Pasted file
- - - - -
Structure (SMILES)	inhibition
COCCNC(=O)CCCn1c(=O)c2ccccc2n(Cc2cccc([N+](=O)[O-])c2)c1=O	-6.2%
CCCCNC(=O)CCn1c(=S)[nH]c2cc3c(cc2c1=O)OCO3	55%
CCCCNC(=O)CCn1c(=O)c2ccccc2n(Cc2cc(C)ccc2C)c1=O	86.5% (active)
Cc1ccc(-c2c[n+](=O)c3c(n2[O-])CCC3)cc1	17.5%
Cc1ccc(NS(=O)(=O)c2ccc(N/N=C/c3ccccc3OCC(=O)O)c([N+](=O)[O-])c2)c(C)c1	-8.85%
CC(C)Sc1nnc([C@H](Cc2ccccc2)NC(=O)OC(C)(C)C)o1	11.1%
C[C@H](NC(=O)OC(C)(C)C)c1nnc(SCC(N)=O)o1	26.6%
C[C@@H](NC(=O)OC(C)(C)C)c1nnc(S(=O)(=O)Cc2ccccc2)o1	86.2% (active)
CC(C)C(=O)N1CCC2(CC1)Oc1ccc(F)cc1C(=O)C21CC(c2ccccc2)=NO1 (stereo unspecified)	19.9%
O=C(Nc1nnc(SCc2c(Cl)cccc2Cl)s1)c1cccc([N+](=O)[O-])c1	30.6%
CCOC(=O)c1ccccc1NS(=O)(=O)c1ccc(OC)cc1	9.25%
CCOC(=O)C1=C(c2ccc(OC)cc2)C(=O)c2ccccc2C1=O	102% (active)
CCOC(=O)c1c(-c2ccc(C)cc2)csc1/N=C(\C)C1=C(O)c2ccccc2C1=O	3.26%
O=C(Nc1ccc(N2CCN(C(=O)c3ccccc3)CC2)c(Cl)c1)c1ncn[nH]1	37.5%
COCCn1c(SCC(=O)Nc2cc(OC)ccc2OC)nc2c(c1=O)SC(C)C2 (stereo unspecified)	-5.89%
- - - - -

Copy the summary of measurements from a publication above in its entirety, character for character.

Structure (SMILES)	inhibition
COCCNC(=O)CCCn1c(=O)c2ccccc2n(Cc2cccc([N+](=O)[O-])c2)c1=O	-6.2%
CCCCNC(=O)CCn1c(=S)[nH]c2cc3c(cc2c1=O)OCO3	55%
CCCCNC(=O)CCn1c(=O)c2ccccc2n(Cc2cc(C)ccc2C)c1=O	86.5% (active)
Cc1ccc(-c2c[n+](=O)c3c(n2[O-])CCC3)cc1	17.5%
Cc1ccc(NS(=O)(=O)c2ccc(N/N=C/c3ccccc3OCC(=O)O)c([N+](=O)[O-])c2)c(C)c1	-8.85%
CC(C)Sc1nnc([C@H](Cc2ccccc2)NC(=O)OC(C)(C)C)o1	11.1%
C[C@H](NC(=O)OC(C)(C)C)c1nnc(SCC(N)=O)o1	26.6%
C[C@@H](NC(=O)OC(C)(C)C)c1nnc(S(=O)(=O)Cc2ccccc2)o1	86.2% (active)
CC(C)C(=O)N1CCC2(CC1)Oc1ccc(F)cc1C(=O)C21CC(c2ccccc2)=NO1 (stereo unspecified)	19.9%
O=C(Nc1nnc(SCc2c(Cl)cccc2Cl)s1)c1cccc([N+](=O)[O-])c1	30.6%
CCOC(=O)c1ccccc1NS(=O)(=O)c1ccc(OC)cc1	9.25%
CCOC(=O)C1=C(c2ccc(OC)cc2)C(=O)c2ccccc2C1=O	102% (active)
CCOC(=O)c1c(-c2ccc(C)cc2)csc1/N=C(\C)C1=C(O)c2ccccc2C1=O	3.26%
O=C(Nc1ccc(N2CCN(C(=O)c3ccccc3)CC2)c(Cl)c1)c1ncn[nH]1	37.5%
COCCn1c(SCC(=O)Nc2cc(OC)ccc2OC)nc2c(c1=O)SC(C)C2 (stereo unspecified)	-5.89%